CO2--I am a homebrewer, I have 2 CO2 tanks in the garage now, with a spare regulator that can be set to 5-10 PSI, so all I'd need is a needle valve and tee it into a canister filter? How do I tell where to set the needle valve to control HOW MUCH CO2 goes into solution? Trial and error and a test kit? Or is there a better way?

Cleaning--With no fish, or very small fish, and plant roots in the gravel, do people vacuum planted tanks? The vacuuming I did on Cichlid tanks in the past seems pretty destructive to plant roots. When people say weekly water change, is that vacuuming up trash, or just siphon a third of the water off the top and replace it? If you trim plants and get a bunch of plant trash in the water, you just let the filter get it, or do you vacuum it out or net it out or what?

Premium Member
4,880 Posts
Read this article: for some very helpful answers to your questions.

In the mean-time:

The tank depth won't be much issue. It's recommended to use Metal Halides for tanks deeper than 24" though.

Eco-complete sounds fine. Read through the substrate forum for more info, but it really doesn't matter which one you use or if you layer them.

Start out with a fully/heavily planted tank and you won't need to worry about cycling. The plants will take care of that for you. Just make sure you have adequate lighting and nutrients.
Some fast growers are any Hygrophila, Anancharis, Hornwort, Vallisneria, Myriophyllum, Ludwigia repens...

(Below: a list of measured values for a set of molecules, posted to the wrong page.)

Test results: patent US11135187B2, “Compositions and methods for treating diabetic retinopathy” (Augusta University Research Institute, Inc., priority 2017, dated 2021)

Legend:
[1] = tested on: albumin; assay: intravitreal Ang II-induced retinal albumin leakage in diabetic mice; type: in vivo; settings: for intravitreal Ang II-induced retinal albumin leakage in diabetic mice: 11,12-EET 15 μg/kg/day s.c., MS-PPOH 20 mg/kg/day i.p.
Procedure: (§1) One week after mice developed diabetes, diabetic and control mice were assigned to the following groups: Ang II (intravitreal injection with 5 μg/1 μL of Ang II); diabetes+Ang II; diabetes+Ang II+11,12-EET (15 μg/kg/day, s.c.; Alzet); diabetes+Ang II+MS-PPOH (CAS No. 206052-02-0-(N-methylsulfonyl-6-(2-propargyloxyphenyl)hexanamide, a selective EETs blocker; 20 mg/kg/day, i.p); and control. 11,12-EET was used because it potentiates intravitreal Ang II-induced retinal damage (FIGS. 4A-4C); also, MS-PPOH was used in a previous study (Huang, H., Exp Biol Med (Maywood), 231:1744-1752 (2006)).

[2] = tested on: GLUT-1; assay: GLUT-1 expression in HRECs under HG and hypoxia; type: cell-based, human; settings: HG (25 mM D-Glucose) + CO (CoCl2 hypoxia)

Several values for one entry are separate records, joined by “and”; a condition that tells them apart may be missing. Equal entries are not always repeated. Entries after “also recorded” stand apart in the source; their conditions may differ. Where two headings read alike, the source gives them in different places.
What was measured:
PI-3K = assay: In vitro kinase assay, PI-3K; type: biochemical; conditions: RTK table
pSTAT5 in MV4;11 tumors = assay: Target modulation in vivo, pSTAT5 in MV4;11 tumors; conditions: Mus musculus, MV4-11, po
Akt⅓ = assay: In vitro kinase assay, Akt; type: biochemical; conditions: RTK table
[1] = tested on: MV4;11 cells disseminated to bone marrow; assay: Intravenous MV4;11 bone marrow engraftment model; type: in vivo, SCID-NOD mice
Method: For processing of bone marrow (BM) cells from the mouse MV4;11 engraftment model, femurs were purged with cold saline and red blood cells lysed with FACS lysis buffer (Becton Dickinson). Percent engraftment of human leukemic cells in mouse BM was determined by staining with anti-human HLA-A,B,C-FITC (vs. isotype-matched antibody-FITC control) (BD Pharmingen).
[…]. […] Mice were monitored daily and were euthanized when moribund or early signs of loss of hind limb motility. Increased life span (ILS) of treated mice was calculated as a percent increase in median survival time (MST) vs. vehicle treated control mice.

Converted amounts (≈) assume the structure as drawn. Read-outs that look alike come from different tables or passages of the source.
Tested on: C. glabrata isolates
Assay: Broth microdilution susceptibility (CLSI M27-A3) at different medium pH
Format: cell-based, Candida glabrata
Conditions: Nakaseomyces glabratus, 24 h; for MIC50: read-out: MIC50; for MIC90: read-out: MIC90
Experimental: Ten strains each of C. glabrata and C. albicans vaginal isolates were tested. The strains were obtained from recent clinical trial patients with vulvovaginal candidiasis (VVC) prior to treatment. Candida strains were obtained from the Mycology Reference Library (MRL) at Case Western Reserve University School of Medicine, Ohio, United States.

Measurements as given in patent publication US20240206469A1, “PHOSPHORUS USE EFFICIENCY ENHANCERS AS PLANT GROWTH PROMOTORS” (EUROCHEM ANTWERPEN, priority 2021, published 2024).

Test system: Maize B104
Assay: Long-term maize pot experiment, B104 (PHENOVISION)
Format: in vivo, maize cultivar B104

You don't actually need fish in a planted tank, but some algae eaters will help (Otocinclus, Bristle-nose pleco, stay away from SAE's if you cherish your mosses) . What you need is good fertilizers.

Canister filters are preferred by most, but any filter that gives good circulation is fine. I don't have a canister, but I'd like one.

See the lighting forum for better info. You need at least 1 watt per gallon for low-light (anubias, java fern, moss... ) and maybe 2-3 for moderate, and up as high as you want I suppose. More light = more care to be taken.

You only need ferts in the water column except for some of the heavier feeders (cryptocoryne and swords in my experience) . It doesn't matter if you use dry or liquid, as long as you provide macros (N, P, K) and micros (everything else)

I've never tested my aquarium water, but I recommend it. That said, I've never tested and things are going fine...

About CO2 - A bubble counter would help to know how many bubbles per second are going in (I'd shoot for 2-4). But a drop-checker will tell you how much is getting dissolved into the tank. You migth had better ask this in a separate thread for a better explanation than I can give.

For cleaning, I siphon around the plants taking out 30-40% of the water weekly. I don't ever go into the substrate with the siphon. If you have low-light (hence less ferts added, etc... ) you could probably get away with monthly water changes.

Hope that helps. Don't take my word as 'gold'. Alot of planted tank keeping is trial and error, and I'm still a rookie with just a year's experience. ;)